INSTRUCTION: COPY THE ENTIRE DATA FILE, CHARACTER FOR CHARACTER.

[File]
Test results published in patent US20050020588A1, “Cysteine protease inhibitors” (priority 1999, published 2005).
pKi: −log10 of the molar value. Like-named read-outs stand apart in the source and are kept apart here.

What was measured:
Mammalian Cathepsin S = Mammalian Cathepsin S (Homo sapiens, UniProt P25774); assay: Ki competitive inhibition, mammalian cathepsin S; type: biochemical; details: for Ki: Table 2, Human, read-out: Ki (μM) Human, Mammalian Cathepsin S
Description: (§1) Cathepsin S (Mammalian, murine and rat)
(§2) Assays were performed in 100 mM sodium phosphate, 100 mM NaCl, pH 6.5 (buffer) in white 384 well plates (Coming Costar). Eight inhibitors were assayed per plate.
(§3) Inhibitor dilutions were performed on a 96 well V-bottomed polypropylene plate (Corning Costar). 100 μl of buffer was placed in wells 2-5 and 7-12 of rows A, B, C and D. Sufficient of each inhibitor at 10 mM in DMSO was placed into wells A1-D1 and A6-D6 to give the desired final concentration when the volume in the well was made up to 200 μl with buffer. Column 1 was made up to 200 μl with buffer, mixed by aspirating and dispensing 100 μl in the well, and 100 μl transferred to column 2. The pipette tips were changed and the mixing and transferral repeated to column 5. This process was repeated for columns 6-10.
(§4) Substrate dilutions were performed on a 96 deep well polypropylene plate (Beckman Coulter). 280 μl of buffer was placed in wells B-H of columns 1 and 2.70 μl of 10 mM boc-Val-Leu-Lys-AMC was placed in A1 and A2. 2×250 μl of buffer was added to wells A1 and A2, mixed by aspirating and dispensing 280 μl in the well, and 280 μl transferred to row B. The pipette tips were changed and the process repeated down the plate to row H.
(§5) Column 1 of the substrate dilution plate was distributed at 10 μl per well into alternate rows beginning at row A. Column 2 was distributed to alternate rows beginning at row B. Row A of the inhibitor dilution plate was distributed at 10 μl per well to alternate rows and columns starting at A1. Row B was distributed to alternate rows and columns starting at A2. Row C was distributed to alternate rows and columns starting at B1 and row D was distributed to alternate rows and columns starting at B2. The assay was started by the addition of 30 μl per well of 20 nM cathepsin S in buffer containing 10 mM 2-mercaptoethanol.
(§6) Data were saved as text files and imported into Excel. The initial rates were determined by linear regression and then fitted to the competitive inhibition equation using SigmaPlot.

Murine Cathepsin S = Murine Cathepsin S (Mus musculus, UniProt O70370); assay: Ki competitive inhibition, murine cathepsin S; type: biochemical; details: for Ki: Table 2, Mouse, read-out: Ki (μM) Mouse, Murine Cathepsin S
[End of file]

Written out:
Test results published in patent US20050020588A1, “Cysteine protease inhibitors” (priority 1999, published 2005).
pKi: −log10 of the molar value. Like-named read-outs stand apart in the source and are kept apart here.

What was measured:
Mammalian Cathepsin S = Mammalian Cathepsin S (Homo sapiens, UniProt P25774); assay: Ki competitive inhibition, mammalian cathepsin S; type: biochemical; details: for Ki: Table 2, Human, read-out: Ki (μM) Human, Mammalian Cathepsin S
Description: (§1) Cathepsin S (Mammalian, murine and rat)
(§2) Assays were performed in 100 mM sodium phosphate, 100 mM NaCl, pH 6.5 (buffer) in white 384 well plates (Coming Costar). Eight inhibitors were assayed per plate.
(§3) Inhibitor dilutions were performed on a 96 well V-bottomed polypropylene plate (Corning Costar). 100 μl of buffer was placed in wells 2-5 and 7-12 of rows A, B, C and D. Sufficient of each inhibitor at 10 mM in DMSO was placed into wells A1-D1 and A6-D6 to give the desired final concentration when the volume in the well was made up to 200 μl with buffer. Column 1 was made up to 200 μl with buffer, mixed by aspirating and dispensing 100 μl in the well, and 100 μl transferred to column 2. The pipette tips were changed and the mixing and transferral repeated to column 5. This process was repeated for columns 6-10.
(§4) Substrate dilutions were performed on a 96 deep well polypropylene plate (Beckman Coulter). 280 μl of buffer was placed in wells B-H of columns 1 and 2.70 μl of 10 mM boc-Val-Leu-Lys-AMC was placed in A1 and A2. 2×250 μl of buffer was added to wells A1 and A2, mixed by aspirating and dispensing 280 μl in the well, and 280 μl transferred to row B. The pipette tips were changed and the process repeated down the plate to row H.
(§5) Column 1 of the substrate dilution plate was distributed at 10 μl per well into alternate rows beginning at row A. Column 2 was distributed to alternate rows beginning at row B. Row A of the inhibitor dilution plate was distributed at 10 μl per well to alternate rows and columns starting at A1. Row B was distributed to alternate rows and columns starting at A2. Row C was distributed to alternate rows and columns starting at B1 and row D was distributed to alternate rows and columns starting at B2. The assay was started by the addition of 30 μl per well of 20 nM cathepsin S in buffer containing 10 mM 2-mercaptoethanol.
(§6) Data were saved as text files and imported into Excel. The initial rates were determined by linear regression and then fitted to the competitive inhibition equation using SigmaPlot.

Murine Cathepsin S = Murine Cathepsin S (Mus musculus, UniProt O70370); assay: Ki competitive inhibition, murine cathepsin S; type: biochemical; details: for Ki: Table 2, Mouse, read-out: Ki (μM) Mouse, Murine Cathepsin S